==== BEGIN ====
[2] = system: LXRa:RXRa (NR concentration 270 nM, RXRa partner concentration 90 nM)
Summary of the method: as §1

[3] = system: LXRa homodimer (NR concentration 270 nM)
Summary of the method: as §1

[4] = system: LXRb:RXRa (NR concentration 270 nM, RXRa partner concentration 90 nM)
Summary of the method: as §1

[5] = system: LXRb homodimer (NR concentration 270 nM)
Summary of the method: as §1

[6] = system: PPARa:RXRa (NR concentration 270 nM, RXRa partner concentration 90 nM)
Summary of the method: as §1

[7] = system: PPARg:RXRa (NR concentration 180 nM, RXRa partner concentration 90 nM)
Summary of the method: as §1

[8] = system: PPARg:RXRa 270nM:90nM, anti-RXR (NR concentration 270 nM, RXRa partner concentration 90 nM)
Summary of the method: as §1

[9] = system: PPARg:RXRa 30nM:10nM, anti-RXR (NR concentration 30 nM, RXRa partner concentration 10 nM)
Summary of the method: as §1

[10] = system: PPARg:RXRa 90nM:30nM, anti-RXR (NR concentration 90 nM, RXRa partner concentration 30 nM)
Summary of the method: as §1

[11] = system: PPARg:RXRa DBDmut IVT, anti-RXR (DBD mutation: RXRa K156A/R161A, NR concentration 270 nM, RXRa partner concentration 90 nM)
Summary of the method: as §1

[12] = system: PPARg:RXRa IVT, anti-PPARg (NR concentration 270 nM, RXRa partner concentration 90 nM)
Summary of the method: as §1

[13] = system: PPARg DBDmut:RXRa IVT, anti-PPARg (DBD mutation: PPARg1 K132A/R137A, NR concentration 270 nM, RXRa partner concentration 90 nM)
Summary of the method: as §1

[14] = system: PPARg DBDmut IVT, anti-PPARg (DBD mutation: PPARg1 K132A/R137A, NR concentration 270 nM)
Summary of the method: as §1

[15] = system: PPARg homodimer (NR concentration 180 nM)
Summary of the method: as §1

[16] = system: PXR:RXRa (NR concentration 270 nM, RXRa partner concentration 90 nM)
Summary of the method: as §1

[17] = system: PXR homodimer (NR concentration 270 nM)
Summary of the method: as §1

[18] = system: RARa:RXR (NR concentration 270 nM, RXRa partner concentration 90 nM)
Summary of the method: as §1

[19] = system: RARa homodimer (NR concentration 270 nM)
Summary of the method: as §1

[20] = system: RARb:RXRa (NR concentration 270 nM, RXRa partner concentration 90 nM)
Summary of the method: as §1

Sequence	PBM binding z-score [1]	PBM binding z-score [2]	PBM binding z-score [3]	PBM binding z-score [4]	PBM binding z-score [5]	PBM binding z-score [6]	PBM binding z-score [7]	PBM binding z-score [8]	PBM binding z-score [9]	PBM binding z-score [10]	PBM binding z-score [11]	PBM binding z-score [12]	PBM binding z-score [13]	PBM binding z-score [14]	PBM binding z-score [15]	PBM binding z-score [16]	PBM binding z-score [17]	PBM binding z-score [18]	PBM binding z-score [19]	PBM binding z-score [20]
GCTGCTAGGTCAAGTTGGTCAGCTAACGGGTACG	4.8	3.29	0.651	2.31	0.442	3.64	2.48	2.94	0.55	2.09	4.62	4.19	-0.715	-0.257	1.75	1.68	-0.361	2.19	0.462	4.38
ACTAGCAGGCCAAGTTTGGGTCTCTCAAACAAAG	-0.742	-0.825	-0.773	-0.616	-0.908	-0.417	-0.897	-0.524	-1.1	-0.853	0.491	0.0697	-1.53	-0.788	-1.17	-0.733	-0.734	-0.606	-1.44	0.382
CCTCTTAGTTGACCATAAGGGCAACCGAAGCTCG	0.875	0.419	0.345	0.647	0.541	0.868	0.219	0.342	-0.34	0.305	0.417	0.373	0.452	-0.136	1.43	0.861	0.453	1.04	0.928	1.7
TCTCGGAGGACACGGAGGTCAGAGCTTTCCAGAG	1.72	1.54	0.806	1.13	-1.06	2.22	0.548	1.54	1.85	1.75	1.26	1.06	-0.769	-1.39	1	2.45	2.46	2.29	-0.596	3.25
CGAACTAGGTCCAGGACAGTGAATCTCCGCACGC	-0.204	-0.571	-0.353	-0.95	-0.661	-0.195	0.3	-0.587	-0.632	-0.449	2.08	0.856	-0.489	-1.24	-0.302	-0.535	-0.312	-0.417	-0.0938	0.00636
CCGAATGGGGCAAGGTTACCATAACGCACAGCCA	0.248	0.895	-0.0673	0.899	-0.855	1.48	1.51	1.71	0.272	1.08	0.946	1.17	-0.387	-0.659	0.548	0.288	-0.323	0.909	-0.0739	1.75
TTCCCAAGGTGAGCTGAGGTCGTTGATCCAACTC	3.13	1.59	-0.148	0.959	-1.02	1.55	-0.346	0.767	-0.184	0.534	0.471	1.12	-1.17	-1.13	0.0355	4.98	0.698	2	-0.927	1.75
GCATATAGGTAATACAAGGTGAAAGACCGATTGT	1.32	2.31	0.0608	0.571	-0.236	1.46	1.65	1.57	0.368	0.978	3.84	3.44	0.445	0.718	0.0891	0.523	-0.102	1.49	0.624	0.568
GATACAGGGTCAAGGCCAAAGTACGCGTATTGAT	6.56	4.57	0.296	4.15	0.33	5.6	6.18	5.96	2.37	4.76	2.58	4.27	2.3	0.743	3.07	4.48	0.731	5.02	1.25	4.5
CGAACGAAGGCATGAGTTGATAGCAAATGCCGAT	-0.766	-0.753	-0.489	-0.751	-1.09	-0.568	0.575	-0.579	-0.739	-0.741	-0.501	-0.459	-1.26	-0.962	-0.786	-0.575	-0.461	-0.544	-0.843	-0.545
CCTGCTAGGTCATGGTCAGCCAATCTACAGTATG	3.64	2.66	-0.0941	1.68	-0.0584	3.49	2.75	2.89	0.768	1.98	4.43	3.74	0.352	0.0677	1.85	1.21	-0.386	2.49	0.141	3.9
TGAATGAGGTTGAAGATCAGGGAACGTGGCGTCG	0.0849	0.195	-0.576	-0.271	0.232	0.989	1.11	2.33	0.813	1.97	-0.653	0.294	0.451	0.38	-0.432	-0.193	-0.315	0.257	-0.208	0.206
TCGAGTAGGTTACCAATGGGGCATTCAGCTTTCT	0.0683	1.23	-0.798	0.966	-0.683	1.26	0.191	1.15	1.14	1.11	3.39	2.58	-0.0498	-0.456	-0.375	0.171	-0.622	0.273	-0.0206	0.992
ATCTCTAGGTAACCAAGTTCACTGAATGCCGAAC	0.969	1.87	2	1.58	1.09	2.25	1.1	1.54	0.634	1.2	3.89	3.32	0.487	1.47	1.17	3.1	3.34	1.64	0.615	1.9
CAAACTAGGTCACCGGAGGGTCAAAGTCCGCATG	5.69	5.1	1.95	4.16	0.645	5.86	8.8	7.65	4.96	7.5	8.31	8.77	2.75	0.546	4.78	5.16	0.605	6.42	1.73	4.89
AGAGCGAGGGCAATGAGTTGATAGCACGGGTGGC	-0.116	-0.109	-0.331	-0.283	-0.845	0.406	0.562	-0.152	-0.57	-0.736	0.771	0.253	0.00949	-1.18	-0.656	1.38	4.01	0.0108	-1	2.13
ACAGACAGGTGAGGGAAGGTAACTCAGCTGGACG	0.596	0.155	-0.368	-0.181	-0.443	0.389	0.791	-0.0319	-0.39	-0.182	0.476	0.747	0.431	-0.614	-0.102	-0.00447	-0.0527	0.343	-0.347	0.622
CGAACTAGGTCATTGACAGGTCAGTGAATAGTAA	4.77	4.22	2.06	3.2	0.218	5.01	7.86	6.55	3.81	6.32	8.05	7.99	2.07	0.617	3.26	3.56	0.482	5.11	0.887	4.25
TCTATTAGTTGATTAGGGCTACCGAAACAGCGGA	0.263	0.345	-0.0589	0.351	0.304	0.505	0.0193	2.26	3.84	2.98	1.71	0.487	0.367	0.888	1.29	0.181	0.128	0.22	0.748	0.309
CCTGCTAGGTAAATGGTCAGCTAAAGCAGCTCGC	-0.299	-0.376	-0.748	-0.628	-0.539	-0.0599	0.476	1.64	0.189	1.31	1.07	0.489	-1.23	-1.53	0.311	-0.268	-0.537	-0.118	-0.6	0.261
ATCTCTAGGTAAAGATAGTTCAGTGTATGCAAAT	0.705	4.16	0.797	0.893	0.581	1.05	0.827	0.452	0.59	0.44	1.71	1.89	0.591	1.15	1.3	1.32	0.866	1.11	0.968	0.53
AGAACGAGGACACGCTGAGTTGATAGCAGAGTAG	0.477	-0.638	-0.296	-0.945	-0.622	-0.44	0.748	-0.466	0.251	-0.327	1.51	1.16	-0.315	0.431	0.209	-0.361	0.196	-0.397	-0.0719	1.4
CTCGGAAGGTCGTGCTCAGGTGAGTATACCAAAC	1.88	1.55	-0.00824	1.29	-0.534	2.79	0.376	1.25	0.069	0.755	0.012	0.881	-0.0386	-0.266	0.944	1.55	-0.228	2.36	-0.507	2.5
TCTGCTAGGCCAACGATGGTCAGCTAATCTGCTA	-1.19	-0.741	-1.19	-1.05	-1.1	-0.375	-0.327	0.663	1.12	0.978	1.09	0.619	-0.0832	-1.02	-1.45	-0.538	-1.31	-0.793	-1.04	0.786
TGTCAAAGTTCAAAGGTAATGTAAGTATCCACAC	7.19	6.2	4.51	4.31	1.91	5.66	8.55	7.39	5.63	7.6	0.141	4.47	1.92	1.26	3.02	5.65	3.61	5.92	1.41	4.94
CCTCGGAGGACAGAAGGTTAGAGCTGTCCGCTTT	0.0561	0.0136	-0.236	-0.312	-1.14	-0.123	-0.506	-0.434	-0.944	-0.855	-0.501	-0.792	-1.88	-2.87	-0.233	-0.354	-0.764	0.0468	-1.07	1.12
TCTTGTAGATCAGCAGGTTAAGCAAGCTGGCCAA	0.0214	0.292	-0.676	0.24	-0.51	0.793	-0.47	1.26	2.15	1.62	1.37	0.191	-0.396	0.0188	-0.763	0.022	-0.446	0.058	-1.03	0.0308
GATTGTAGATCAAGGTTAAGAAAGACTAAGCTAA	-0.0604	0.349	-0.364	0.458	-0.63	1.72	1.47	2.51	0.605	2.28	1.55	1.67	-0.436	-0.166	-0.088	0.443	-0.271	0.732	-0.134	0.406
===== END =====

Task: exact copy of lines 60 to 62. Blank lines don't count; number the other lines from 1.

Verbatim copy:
ATCTCTAGGTAAAGATAGTTCAGTGTATGCAAAT	0.705	4.16	0.797	0.893	0.581	1.05	0.827	0.452	0.59	0.44	1.71	1.89	0.591	1.15	1.3	1.32	0.866	1.11	0.968	0.53
AGAACGAGGACACGCTGAGTTGATAGCAGAGTAG	0.477	-0.638	-0.296	-0.945	-0.622	-0.44	0.748	-0.466	0.251	-0.327	1.51	1.16	-0.315	0.431	0.209	-0.361	0.196	-0.397	-0.0719	1.4
CTCGGAAGGTCGTGCTCAGGTGAGTATACCAAAC	1.88	1.55	-0.00824	1.29	-0.534	2.79	0.376	1.25	0.069	0.755	0.012	0.881	-0.0386	-0.266	0.944	1.55	-0.228	2.36	-0.507	2.5